BusinessWeek's Stephen Wildstrom has one of the best jobs in the world -- he gets to play with the latest high tech gadgets and then talk about them in his Tech&You column every week. For the Dec. 4 issue, Wildstrom reviews what has become the envy of early adopters, hardcore fanboys, and extortion artists everywhere: the PlayStation 3.
While he states up front that it will take months to determine the success of PS3, Wildstrom declares Sony's new console a winner on the gaming front -- a verdict I take exception with because of a simple admission he makes halfway through his write-up: "I'm not much of a gamer." During his short time with the PS3, he experienced how the controls work for Tiger Woods 07, Resistance: Fall of Man, and Genji: Days of the Blade -- and not much else.
I enjoy reading Wildstrom's weekly columns, as he spends a lot of time reviewing personal media products that focus on movies, music, and photos. Ironically enough, he says the PS3 comes up short in these areas, and he's not impressed with it as a home entertainment device. Instead, his praise for the system is based solely on its gaming prowess.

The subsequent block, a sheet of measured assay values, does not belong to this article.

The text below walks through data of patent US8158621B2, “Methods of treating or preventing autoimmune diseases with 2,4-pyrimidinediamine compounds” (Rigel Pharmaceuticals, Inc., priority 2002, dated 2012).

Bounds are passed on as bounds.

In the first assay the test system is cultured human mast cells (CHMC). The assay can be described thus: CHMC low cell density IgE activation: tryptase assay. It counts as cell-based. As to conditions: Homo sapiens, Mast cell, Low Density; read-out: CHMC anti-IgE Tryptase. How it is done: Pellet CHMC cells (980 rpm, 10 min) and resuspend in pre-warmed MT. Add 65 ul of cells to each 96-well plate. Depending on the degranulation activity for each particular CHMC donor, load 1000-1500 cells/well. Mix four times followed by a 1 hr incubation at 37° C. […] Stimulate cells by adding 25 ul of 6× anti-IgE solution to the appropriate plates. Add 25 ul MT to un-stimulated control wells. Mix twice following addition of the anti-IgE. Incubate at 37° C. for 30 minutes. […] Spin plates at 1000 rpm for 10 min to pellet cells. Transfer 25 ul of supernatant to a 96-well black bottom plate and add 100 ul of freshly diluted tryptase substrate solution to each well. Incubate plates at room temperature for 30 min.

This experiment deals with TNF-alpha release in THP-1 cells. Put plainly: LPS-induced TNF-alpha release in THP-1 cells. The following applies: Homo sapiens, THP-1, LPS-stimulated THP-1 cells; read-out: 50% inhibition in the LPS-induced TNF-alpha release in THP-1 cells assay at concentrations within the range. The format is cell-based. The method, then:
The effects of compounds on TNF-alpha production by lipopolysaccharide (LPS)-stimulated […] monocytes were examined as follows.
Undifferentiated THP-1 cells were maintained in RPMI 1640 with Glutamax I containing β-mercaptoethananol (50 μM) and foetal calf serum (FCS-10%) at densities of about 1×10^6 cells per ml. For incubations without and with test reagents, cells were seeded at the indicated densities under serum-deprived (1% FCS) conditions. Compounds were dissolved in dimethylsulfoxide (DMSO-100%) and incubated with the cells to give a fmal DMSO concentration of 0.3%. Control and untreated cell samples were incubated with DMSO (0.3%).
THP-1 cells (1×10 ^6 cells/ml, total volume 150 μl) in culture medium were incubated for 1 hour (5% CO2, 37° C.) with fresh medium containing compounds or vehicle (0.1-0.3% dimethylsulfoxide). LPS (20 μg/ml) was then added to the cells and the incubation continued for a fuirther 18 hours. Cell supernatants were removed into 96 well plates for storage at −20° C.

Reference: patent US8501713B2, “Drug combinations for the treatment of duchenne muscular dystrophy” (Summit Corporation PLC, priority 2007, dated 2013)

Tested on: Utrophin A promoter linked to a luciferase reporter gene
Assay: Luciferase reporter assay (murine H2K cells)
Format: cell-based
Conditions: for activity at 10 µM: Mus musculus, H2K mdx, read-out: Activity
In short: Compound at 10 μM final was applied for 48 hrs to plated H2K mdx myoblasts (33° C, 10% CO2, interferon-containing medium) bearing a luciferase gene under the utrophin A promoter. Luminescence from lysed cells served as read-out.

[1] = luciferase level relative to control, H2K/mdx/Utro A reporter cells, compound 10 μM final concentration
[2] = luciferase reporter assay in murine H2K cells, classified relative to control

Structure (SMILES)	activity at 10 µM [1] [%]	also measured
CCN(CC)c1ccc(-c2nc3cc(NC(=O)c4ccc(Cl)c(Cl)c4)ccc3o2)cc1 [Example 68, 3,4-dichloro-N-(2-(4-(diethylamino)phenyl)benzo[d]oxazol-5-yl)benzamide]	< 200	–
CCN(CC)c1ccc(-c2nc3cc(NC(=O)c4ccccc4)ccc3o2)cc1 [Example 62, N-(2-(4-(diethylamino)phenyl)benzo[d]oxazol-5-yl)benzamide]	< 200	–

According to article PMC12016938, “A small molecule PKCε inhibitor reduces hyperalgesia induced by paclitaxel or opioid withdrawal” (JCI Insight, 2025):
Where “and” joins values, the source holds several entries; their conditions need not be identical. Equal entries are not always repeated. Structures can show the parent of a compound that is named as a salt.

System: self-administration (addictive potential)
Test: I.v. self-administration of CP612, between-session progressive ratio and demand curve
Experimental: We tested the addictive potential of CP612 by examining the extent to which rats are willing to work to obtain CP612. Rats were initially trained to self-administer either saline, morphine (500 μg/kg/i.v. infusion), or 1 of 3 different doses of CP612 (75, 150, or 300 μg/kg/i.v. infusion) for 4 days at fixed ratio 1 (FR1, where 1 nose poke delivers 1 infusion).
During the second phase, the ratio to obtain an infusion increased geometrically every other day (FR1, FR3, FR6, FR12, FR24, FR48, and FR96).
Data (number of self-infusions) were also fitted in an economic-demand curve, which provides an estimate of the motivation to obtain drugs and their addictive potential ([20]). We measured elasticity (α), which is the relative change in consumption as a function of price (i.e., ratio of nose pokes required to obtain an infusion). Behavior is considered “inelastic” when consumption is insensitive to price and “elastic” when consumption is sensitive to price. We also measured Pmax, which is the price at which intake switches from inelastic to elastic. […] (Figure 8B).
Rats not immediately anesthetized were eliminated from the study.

Even recommending the PS3 for consumers who "have the budget", and are willing to pay "at least $100 more than an Xbox 360", has faulty logic. First off, if you expect to have a PS3 before the end of the year, the difference will be significantly greater than just a few hundred dollars (and the cost has been even higher for those who've been mugged, beat up, and shot). Secondly, how can a system be considered a winner on gaming merits alone when it's currently "a bit short on games"?
So, does the PS3 really "got game"? Potentially, but people that don't (like Mr. Wildstrom) are not really qualified to decide.
From the same BW issue: Can the "Father of the Xbox" make Microsoft hip?